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dc.contributor.authorEsten, Eric.
dc.date.accessioned2017-04-26T17:43:10Z
dc.date.available2017-04-26T17:43:10Z
dc.date.issued2016
dc.identifier.otherW Thesis 1502
dc.identifier.urihttp://hdl.handle.net/11040/24397
dc.descriptionii, 117 leaves.en_US
dc.descriptionIncludes bibliographical references: leaves 105-117.
dc.description.abstractThis thesis, “Joyce’s Voices: Power and Polyphony in Ulysses” examines James Joyce’s 1922 novel, Ulysses, in its turn of the century Dublin cultural context. Through the analysis of myriad primary resources, the thesis argues that Ulysses exposes, challenges, and subverts the conventions of women’s language in Dublin popular discourse, through its structure as a polyphonic novel, or a text that incorporates multiple voices. In making this claim, the thesis contributes to Ulysses’ scholarship both by emphasizing the importance of primary sources in historicist readings of the novel, and by re-assessing depictions of gender in Joyce’s work.en_US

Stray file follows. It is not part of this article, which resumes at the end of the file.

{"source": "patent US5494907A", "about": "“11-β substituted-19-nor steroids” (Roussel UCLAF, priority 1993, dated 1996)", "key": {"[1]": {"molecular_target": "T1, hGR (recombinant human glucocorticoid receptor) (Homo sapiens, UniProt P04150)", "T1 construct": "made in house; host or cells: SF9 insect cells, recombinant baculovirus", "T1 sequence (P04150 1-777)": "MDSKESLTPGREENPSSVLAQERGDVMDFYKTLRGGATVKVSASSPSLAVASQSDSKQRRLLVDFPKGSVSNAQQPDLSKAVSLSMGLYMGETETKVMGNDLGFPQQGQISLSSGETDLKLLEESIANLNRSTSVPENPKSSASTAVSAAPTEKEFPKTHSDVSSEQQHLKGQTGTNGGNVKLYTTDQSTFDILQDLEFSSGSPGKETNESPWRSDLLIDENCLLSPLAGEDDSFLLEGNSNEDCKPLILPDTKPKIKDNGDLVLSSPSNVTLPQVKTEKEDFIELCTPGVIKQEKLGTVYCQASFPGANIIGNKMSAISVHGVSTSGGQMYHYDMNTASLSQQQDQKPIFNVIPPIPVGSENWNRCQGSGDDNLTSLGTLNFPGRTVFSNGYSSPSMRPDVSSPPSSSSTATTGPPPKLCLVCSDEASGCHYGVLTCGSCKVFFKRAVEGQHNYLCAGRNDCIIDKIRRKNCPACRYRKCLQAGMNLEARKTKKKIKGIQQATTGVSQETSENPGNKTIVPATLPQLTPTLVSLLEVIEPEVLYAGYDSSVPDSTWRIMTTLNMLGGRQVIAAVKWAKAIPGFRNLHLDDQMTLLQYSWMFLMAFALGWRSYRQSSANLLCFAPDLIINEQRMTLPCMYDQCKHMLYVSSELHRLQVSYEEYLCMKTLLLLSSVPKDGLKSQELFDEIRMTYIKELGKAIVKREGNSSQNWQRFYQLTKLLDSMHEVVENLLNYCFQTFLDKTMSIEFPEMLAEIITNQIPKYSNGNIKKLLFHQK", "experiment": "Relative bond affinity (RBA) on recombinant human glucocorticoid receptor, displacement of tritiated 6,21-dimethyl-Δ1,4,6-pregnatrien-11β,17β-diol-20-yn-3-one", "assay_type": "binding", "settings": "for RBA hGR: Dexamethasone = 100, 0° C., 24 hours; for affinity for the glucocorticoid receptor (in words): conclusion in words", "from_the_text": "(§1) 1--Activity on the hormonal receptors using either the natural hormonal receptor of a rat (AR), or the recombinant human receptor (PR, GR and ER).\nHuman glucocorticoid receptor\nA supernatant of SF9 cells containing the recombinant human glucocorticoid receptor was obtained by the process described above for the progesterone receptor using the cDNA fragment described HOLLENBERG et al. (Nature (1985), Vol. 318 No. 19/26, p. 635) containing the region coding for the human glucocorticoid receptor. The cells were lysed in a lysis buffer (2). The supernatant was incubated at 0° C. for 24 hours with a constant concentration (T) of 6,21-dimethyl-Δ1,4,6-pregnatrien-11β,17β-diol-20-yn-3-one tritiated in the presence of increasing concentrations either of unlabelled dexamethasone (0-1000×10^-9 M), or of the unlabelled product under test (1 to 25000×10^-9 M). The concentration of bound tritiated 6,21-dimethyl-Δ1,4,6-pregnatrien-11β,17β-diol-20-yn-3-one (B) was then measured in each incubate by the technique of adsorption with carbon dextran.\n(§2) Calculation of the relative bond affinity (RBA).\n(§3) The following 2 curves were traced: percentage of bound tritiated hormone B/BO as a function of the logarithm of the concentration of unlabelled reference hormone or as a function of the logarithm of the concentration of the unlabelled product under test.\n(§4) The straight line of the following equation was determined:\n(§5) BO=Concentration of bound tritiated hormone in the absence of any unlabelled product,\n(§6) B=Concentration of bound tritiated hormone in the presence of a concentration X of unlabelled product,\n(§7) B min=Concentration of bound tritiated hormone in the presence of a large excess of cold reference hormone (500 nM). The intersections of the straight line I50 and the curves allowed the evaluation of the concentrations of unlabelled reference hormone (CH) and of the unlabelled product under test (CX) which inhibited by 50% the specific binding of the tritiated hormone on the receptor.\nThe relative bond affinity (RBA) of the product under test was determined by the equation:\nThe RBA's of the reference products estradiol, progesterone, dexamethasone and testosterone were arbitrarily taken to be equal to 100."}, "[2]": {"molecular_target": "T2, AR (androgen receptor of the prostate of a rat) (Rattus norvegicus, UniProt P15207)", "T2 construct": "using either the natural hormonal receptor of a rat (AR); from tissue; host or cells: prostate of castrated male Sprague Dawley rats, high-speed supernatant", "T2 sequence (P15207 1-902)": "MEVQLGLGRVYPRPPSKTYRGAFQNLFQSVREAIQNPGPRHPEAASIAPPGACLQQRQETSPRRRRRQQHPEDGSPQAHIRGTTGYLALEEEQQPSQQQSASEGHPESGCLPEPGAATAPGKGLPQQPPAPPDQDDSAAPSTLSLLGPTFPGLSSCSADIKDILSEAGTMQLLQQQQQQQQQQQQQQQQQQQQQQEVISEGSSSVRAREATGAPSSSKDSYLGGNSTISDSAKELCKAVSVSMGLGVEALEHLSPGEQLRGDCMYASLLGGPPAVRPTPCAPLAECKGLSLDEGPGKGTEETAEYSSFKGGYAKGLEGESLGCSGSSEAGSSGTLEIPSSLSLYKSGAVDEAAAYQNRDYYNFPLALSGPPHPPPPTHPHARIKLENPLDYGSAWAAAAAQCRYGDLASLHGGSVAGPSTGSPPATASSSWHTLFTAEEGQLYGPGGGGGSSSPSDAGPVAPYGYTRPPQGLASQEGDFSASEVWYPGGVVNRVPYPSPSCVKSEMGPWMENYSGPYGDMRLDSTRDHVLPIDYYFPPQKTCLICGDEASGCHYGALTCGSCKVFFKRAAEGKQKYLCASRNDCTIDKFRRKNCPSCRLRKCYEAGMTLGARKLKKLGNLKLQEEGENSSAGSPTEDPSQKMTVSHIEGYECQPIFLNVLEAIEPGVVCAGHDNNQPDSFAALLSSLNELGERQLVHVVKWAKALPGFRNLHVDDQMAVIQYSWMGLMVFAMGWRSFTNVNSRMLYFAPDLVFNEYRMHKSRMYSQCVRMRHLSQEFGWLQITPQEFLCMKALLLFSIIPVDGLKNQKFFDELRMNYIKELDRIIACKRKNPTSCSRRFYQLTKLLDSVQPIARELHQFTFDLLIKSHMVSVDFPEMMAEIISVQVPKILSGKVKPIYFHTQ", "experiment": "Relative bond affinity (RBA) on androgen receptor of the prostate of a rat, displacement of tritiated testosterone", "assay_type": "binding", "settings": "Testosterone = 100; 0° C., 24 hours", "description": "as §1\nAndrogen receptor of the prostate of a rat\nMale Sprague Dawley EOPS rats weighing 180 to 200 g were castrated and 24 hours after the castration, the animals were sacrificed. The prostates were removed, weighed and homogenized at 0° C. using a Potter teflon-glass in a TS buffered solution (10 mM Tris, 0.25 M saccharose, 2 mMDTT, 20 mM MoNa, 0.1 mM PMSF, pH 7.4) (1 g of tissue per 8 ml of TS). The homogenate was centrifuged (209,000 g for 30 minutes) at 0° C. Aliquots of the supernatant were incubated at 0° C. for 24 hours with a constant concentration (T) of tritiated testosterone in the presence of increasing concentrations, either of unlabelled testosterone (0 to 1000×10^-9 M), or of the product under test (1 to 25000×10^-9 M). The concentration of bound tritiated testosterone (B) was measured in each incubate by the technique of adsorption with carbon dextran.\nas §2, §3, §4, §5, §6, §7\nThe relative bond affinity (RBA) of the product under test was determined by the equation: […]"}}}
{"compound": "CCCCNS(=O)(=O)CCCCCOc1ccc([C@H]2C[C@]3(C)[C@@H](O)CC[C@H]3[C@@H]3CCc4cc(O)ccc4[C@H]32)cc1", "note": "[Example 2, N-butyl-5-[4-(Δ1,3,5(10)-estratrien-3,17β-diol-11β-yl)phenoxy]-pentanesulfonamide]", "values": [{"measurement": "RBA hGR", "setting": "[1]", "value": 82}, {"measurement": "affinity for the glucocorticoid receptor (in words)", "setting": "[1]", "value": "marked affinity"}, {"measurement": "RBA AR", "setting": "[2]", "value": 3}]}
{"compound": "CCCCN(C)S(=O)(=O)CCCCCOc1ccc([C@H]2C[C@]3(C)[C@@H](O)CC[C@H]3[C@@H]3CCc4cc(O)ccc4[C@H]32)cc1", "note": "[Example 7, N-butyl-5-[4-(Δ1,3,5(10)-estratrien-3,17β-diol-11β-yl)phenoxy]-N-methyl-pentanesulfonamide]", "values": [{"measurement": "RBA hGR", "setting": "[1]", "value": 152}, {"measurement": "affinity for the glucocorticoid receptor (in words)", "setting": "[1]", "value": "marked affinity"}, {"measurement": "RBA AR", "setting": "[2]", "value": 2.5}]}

dc.description.tableofcontentsDueling discourses -- "Who painted the lion?" -- "...yes I said yes I will yes"
dc.language.isoen_USen_US
dc.publisherWheaton College (Norton, Mass.)en_US
dc.subjectUndergraduate research.
dc.subjectUndergraduate thesis.
dc.subjectJoyce, James -- 1882-1941 -- Ulysses.
dc.subjectJoyce, James -- 1882-1941 -- Criticism and interpretation.
dc.subjectJoyce, James -- 1882-1941 -- History and criticism.
dc.subjectDublin (Ireland) -- In literature.
dc.subject.lcshGender identity in literature.
dc.titleJoyce's Voices : power and polyphony in Ulysses.en_US
dc.typeThesisen_US


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